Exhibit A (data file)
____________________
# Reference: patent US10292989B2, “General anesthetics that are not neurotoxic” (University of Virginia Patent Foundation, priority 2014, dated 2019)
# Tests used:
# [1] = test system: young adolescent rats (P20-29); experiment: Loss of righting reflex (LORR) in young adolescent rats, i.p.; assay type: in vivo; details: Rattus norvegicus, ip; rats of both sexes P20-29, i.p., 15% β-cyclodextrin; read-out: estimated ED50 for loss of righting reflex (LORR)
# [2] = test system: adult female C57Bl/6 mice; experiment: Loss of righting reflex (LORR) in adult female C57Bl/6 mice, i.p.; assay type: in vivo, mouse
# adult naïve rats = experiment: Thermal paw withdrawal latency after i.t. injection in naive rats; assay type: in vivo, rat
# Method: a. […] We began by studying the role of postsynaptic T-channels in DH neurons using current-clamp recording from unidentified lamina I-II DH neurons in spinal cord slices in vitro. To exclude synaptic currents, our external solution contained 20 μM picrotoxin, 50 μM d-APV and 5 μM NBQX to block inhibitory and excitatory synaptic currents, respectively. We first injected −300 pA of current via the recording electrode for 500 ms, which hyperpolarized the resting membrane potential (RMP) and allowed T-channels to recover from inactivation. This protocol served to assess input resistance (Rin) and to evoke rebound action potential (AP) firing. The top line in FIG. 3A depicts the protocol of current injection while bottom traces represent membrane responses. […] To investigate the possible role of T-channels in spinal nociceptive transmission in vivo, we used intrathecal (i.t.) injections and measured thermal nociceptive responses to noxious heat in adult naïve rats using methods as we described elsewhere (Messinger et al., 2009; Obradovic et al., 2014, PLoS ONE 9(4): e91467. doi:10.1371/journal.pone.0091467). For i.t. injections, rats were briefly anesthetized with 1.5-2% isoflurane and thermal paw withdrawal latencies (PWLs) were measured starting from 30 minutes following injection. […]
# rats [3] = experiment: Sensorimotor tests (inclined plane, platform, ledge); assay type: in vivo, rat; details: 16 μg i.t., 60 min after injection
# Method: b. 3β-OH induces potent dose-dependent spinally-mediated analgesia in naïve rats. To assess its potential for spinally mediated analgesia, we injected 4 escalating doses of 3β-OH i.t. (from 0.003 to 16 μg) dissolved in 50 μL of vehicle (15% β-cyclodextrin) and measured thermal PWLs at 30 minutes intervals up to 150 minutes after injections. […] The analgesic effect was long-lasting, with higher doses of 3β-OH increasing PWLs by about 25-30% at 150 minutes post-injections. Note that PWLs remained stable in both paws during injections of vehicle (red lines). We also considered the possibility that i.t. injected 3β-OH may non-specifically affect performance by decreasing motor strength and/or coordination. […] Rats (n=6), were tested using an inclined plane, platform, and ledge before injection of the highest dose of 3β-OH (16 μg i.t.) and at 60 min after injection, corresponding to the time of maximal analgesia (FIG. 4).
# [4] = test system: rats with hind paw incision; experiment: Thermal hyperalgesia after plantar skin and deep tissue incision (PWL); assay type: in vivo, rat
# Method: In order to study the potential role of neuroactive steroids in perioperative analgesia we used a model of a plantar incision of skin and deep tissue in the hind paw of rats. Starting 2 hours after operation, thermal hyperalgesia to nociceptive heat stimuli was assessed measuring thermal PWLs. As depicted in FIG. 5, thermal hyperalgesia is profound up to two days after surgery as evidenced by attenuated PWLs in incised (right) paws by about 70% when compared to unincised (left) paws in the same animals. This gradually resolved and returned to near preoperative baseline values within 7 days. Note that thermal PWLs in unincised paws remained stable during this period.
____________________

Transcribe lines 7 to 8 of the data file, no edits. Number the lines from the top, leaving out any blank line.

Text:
# rats [3] = experiment: Sensorimotor tests (inclined plane, platform, ledge); assay type: in vivo, rat; details: 16 μg i.t., 60 min after injection
# Method: b. 3β-OH induces potent dose-dependent spinally-mediated analgesia in naïve rats. To assess its potential for spinally mediated analgesia, we injected 4 escalating doses of 3β-OH i.t. (from 0.003 to 16 μg) dissolved in 50 μL of vehicle (15% β-cyclodextrin) and measured thermal PWLs at 30 minutes intervals up to 150 minutes after injections. […] The analgesic effect was long-lasting, with higher doses of 3β-OH increasing PWLs by about 25-30% at 150 minutes post-injections. Note that PWLs remained stable in both paws during injections of vehicle (red lines). We also considered the possibility that i.t. injected 3β-OH may non-specifically affect performance by decreasing motor strength and/or coordination. […] Rats (n=6), were tested using an inclined plane, platform, and ledge before injection of the highest dose of 3β-OH (16 μg i.t.) and at 60 min after injection, corresponding to the time of maximal analgesia (FIG. 4).